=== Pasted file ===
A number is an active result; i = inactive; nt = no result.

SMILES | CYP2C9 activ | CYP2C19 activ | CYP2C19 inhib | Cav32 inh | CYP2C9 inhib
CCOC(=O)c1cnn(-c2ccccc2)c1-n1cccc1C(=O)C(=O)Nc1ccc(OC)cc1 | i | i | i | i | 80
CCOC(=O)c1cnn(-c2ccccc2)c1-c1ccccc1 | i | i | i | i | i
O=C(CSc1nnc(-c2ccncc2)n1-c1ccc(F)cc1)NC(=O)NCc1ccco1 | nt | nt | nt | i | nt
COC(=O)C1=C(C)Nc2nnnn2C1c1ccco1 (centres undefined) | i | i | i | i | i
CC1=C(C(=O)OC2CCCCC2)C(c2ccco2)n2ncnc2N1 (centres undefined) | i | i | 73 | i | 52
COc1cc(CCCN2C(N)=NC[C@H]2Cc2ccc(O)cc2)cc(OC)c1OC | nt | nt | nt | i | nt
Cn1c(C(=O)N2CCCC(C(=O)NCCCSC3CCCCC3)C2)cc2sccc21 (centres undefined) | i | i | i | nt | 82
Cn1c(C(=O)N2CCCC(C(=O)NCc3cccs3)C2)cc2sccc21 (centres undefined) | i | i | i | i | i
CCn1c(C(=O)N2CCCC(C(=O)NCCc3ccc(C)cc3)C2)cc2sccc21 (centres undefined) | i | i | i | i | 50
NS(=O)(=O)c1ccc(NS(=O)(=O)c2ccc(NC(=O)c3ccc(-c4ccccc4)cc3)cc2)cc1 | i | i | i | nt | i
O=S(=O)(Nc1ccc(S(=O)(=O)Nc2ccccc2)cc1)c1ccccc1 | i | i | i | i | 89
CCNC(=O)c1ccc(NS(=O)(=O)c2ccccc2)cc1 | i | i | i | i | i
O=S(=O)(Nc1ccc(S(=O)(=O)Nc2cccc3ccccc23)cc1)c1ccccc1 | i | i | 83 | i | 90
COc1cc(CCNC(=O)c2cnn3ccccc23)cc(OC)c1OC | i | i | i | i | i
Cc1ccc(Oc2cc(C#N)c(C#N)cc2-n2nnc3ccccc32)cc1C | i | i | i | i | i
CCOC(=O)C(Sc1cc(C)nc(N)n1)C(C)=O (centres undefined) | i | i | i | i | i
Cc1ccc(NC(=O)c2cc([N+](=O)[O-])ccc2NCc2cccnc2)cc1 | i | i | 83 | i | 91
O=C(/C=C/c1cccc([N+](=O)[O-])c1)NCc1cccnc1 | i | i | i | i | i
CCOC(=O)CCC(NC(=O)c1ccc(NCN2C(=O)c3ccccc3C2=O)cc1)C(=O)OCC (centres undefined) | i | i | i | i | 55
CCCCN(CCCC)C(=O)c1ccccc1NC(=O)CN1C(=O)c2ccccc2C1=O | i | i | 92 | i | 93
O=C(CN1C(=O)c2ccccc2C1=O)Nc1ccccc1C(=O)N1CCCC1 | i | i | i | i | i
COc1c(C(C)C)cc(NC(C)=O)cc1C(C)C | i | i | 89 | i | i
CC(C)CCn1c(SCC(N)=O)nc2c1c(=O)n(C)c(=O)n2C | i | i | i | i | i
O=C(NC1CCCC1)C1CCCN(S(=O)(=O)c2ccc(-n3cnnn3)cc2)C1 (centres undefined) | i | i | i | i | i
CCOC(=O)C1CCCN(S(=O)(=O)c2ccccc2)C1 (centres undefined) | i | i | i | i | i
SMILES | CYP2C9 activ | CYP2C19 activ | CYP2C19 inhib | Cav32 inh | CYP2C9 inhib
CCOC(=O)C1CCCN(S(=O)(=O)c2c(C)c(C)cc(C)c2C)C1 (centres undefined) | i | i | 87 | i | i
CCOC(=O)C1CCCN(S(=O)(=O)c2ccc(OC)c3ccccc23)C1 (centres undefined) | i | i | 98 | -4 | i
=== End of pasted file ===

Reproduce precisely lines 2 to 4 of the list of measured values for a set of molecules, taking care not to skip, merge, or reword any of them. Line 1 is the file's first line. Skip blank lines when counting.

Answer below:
SMILES | CYP2C9 activ | CYP2C19 activ | CYP2C19 inhib | Cav32 inh | CYP2C9 inhib
CCOC(=O)c1cnn(-c2ccccc2)c1-n1cccc1C(=O)C(=O)Nc1ccc(OC)cc1 | i | i | i | i | 80
CCOC(=O)c1cnn(-c2ccccc2)c1-c1ccccc1 | i | i | i | i | i